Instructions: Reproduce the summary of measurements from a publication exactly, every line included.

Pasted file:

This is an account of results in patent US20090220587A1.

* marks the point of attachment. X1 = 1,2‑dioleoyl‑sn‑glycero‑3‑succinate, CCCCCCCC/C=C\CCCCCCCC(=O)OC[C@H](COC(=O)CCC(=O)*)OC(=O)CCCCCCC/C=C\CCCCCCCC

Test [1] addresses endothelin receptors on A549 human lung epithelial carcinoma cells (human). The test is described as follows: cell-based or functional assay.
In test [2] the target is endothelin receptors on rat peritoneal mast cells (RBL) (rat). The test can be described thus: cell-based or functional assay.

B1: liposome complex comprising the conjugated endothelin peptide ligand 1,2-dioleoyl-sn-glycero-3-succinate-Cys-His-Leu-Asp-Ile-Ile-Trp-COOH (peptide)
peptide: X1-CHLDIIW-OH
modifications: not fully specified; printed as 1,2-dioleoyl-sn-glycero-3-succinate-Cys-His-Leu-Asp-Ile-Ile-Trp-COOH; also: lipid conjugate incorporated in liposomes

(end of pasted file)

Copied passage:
This is an account of results in patent US20090220587A1.

* marks the point of attachment. X1 = 1,2‑dioleoyl‑sn‑glycero‑3‑succinate, CCCCCCCC/C=C\CCCCCCCC(=O)OC[C@H](COC(=O)CCC(=O)*)OC(=O)CCCCCCC/C=C\CCCCCCCC

Test [1] addresses endothelin receptors on A549 human lung epithelial carcinoma cells (human). The test is described as follows: cell-based or functional assay.
In test [2] the target is endothelin receptors on rat peritoneal mast cells (RBL) (rat). The test can be described thus: cell-based or functional assay.

B1: liposome complex comprising the conjugated endothelin peptide ligand 1,2-dioleoyl-sn-glycero-3-succinate-Cys-His-Leu-Asp-Ile-Ile-Trp-COOH (peptide)
peptide: X1-CHLDIIW-OH
modifications: not fully specified; printed as 1,2-dioleoyl-sn-glycero-3-succinate-Cys-His-Leu-Asp-Ile-Ile-Trp-COOH; also: lipid conjugate incorporated in liposomes